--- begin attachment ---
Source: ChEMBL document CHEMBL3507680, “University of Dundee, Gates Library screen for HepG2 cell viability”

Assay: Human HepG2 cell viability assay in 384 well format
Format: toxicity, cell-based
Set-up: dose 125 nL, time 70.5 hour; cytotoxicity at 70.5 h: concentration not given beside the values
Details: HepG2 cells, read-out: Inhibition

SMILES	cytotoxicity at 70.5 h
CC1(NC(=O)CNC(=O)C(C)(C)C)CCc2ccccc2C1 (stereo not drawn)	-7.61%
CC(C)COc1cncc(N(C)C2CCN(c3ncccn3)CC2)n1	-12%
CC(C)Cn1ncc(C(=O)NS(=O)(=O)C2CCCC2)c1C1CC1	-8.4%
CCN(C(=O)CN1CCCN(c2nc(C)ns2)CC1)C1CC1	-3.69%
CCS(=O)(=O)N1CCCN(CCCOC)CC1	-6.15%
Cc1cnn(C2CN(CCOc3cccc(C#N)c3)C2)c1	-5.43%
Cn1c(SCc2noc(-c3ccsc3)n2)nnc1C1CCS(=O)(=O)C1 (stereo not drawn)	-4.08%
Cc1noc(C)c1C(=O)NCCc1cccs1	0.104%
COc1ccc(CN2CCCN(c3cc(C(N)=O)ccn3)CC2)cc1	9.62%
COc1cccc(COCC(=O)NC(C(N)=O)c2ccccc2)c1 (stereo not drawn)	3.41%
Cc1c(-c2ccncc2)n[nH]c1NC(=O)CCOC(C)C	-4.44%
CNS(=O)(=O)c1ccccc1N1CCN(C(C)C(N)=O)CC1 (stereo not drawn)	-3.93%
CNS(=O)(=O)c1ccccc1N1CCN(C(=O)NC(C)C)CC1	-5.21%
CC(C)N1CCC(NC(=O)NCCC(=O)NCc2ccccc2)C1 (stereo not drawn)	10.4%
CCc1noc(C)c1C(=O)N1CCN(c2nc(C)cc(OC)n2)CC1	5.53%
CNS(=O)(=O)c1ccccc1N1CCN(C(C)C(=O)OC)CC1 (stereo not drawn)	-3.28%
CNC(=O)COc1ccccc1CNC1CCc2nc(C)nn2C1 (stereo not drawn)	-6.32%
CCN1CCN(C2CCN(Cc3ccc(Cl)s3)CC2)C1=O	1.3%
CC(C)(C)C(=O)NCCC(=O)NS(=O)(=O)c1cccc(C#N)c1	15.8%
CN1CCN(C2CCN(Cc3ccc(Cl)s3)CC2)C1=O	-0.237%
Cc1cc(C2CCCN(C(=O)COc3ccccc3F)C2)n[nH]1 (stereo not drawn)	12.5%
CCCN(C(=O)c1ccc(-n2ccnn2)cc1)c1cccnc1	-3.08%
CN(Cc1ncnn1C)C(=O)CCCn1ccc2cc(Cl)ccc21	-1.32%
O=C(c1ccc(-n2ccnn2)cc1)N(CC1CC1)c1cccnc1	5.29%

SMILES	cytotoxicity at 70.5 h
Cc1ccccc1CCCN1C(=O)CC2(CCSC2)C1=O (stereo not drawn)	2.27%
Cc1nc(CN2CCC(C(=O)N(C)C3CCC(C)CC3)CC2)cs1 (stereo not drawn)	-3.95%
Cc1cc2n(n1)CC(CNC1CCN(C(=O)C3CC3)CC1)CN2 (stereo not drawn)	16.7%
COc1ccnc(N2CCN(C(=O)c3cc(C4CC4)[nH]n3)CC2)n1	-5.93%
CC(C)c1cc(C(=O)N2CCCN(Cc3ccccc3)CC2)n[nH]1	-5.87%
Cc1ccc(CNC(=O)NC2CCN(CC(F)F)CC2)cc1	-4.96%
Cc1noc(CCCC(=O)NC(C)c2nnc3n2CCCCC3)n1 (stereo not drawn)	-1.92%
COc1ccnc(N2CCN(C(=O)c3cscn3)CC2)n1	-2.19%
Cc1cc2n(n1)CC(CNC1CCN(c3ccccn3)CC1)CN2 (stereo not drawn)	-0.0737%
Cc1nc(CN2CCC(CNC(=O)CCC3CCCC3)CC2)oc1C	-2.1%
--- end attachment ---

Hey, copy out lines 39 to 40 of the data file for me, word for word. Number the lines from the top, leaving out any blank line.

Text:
COc1ccnc(N2CCN(C(=O)c3cscn3)CC2)n1	-2.19%
Cc1cc2n(n1)CC(CNC1CCN(c3ccccn3)CC1)CN2 (stereo not drawn)	-0.0737%